Note: The "Raid of the Day" features accounts of police raids I've found, researched, and reported while writing my forthcoming book Rise of the Warrior Cop: The Militarization of America's Police Forces. It's due out in July, but you can pre-order it here.
On July 19, 1993, Brian and Elizabeth Davis, their infant, and their two-year-old son woke to the sound of armed, masked police officers from a narcotics task force breaking into their home.
The Davises had been involved in an ongoing dispute with neighbors. At some point, the neighbors suggested to police that the couple was manufacturing methamphetamine. As evidence, the neighbors noted a faint smell of cat urine coming from the Davis home, and pointed out that Brian Davis had "no visible means of support."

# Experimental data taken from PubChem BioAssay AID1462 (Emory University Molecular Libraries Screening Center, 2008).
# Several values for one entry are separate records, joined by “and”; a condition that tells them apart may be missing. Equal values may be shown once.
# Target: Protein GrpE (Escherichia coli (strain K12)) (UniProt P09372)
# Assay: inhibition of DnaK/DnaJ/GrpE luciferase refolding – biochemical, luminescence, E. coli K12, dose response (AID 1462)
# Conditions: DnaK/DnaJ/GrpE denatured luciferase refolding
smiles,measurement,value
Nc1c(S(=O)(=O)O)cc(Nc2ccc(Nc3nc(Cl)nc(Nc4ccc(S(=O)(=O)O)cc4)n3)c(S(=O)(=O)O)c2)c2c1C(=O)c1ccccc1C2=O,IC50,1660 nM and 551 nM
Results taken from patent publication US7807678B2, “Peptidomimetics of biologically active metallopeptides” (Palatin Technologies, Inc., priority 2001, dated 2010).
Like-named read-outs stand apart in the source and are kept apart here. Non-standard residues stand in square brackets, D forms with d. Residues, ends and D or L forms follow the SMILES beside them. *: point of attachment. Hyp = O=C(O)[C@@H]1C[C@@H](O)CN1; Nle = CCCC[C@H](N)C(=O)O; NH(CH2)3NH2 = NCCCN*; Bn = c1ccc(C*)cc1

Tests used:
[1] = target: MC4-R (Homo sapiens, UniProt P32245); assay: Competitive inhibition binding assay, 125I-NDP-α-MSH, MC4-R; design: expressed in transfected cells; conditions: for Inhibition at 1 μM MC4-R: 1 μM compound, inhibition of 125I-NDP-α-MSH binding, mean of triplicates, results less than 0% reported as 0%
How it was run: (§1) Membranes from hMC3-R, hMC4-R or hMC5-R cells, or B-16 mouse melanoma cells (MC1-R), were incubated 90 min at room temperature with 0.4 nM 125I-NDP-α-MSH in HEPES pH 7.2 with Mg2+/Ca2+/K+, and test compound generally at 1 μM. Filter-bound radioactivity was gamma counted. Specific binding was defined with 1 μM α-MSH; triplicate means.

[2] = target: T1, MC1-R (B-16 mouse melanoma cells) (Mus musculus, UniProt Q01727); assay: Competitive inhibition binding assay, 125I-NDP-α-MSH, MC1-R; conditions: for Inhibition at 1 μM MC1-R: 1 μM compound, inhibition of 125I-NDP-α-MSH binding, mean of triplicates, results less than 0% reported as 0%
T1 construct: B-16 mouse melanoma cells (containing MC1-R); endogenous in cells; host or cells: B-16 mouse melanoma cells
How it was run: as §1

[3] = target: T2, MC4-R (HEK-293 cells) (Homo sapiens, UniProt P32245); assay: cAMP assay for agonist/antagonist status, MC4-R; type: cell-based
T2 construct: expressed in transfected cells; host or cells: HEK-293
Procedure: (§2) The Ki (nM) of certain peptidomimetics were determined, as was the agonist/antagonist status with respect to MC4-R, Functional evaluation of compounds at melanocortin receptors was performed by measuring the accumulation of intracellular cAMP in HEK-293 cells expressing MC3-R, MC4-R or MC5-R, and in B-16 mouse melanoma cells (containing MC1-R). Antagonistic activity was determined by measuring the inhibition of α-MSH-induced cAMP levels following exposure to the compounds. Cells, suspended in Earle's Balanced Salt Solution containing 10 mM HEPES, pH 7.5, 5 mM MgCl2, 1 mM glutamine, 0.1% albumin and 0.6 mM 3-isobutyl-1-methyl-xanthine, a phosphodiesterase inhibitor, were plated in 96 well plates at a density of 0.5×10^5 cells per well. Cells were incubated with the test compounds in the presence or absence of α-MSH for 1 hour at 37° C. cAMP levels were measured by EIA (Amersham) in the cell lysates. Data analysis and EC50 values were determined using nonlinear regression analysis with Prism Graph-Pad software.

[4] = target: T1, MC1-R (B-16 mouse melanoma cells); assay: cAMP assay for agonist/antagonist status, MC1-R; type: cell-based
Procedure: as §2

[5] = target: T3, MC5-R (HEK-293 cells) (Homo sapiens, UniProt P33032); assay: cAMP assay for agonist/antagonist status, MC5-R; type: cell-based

In fact, Davis was an opera singer. The raid turned up no drugs or evidence of any illegal activity. In a subsequent investigation, the Pennsylvania Attorney General's Office called the raid "unfortunate," but insisted that in sending armed, masked men to storm a family's house early in the morning -- based only on a tip from aggrieved neighbors -- the police had "acted properly."
The state settled with the Davises in 1996 for an undisclosed amount of money.
(Raid of the Day archive here.)
Sources: Dick Cowen, "Odors didn't lead to drugs," Allentown Morning Call, January 15, 1996; Dick Owen, "State settles lawsuit over city drug raid," Allentown Morning Call, January 15, 1996.